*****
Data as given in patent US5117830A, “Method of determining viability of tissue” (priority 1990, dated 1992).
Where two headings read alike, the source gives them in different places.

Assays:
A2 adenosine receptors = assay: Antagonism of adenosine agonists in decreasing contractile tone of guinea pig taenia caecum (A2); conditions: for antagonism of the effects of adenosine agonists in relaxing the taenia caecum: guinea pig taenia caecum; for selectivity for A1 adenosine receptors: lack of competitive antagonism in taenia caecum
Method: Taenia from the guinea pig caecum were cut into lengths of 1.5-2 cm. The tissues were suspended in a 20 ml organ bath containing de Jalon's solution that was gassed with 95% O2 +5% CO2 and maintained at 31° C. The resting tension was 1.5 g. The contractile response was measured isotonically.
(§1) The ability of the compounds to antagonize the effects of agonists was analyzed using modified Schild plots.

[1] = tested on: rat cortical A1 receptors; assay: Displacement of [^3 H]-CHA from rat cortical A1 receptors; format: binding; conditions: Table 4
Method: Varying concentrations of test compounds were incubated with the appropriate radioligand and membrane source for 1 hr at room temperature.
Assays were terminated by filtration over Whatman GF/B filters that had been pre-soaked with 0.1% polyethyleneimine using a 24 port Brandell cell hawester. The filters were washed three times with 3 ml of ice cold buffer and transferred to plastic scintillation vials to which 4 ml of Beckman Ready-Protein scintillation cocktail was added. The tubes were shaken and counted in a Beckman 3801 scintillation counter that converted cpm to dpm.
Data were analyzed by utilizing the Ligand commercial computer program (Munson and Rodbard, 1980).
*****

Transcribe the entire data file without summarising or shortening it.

Data as given in patent US5117830A, “Method of determining viability of tissue” (priority 1990, dated 1992).
Where two headings read alike, the source gives them in different places.

Assays:
A2 adenosine receptors = assay: Antagonism of adenosine agonists in decreasing contractile tone of guinea pig taenia caecum (A2); conditions: for antagonism of the effects of adenosine agonists in relaxing the taenia caecum: guinea pig taenia caecum; for selectivity for A1 adenosine receptors: lack of competitive antagonism in taenia caecum
Method: Taenia from the guinea pig caecum were cut into lengths of 1.5-2 cm. The tissues were suspended in a 20 ml organ bath containing de Jalon's solution that was gassed with 95% O2 +5% CO2 and maintained at 31° C. The resting tension was 1.5 g. The contractile response was measured isotonically.
(§1) The ability of the compounds to antagonize the effects of agonists was analyzed using modified Schild plots.

[1] = tested on: rat cortical A1 receptors; assay: Displacement of [^3 H]-CHA from rat cortical A1 receptors; format: binding; conditions: Table 4
Method: Varying concentrations of test compounds were incubated with the appropriate radioligand and membrane source for 1 hr at room temperature.
Assays were terminated by filtration over Whatman GF/B filters that had been pre-soaked with 0.1% polyethyleneimine using a 24 port Brandell cell hawester. The filters were washed three times with 3 ml of ice cold buffer and transferred to plastic scintillation vials to which 4 ml of Beckman Ready-Protein scintillation cocktail was added. The tubes were shaken and counted in a Beckman 3801 scintillation counter that converted cpm to dpm.
Data were analyzed by utilizing the Ligand commercial computer program (Munson and Rodbard, 1980).